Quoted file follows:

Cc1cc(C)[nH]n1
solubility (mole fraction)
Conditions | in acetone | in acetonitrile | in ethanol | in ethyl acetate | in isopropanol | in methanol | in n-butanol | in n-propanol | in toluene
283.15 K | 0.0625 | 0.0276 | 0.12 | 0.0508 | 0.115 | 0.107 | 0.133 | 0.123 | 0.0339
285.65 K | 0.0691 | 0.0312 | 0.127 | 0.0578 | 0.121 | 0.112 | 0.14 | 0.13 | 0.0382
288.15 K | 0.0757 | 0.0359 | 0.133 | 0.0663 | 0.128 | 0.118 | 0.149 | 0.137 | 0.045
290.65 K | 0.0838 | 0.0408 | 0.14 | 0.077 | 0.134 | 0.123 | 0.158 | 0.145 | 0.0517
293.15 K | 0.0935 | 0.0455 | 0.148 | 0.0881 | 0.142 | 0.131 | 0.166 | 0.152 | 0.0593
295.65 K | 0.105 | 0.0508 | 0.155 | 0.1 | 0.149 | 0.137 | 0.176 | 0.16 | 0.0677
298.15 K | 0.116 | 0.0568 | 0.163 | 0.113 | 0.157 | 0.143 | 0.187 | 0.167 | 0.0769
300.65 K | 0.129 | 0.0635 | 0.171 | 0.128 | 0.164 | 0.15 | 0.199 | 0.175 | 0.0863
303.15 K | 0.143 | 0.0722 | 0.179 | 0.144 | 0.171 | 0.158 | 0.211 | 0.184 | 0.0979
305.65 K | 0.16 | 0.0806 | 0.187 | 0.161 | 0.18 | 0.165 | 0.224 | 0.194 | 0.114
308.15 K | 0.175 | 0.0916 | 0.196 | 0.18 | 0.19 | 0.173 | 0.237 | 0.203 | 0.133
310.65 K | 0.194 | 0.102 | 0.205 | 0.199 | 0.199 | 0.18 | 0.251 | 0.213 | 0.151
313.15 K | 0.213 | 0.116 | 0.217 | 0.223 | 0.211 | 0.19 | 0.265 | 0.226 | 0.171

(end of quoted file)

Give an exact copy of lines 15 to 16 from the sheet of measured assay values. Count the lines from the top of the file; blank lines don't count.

310.65 K | 0.194 | 0.102 | 0.205 | 0.199 | 0.199 | 0.18 | 0.251 | 0.213 | 0.151
313.15 K | 0.213 | 0.116 | 0.217 | 0.223 | 0.211 | 0.19 | 0.265 | 0.226 | 0.171